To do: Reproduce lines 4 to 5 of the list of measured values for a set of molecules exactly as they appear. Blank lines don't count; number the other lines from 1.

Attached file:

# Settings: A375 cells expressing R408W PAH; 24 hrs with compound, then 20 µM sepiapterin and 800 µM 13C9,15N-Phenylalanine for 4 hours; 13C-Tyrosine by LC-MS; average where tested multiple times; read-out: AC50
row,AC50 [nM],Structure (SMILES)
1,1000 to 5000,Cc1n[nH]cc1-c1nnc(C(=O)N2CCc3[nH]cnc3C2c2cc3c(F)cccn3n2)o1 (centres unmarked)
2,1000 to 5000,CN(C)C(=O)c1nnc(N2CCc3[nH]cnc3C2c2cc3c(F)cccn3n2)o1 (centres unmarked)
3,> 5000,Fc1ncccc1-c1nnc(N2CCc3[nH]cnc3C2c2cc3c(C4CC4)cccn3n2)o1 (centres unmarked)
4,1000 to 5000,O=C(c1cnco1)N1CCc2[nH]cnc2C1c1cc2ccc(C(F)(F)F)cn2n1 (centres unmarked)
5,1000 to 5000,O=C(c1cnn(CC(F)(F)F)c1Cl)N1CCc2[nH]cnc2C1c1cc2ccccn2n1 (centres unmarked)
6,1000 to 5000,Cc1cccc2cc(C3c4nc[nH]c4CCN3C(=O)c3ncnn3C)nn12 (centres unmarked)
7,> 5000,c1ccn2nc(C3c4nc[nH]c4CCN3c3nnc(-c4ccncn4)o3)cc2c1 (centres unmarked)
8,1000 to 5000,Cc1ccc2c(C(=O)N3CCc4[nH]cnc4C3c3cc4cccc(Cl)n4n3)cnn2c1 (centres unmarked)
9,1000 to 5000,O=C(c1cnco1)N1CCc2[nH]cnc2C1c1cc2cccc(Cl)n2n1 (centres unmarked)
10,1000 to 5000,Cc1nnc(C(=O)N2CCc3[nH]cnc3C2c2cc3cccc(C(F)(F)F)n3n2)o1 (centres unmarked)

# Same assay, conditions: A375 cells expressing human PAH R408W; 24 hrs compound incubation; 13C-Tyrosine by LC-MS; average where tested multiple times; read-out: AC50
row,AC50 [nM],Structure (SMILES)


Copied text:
2,1000 to 5000,CN(C)C(=O)c1nnc(N2CCc3[nH]cnc3C2c2cc3c(F)cccn3n2)o1 (centres unmarked)
3,> 5000,Fc1ncccc1-c1nnc(N2CCc3[nH]cnc3C2c2cc3c(C4CC4)cccn3n2)o1 (centres unmarked)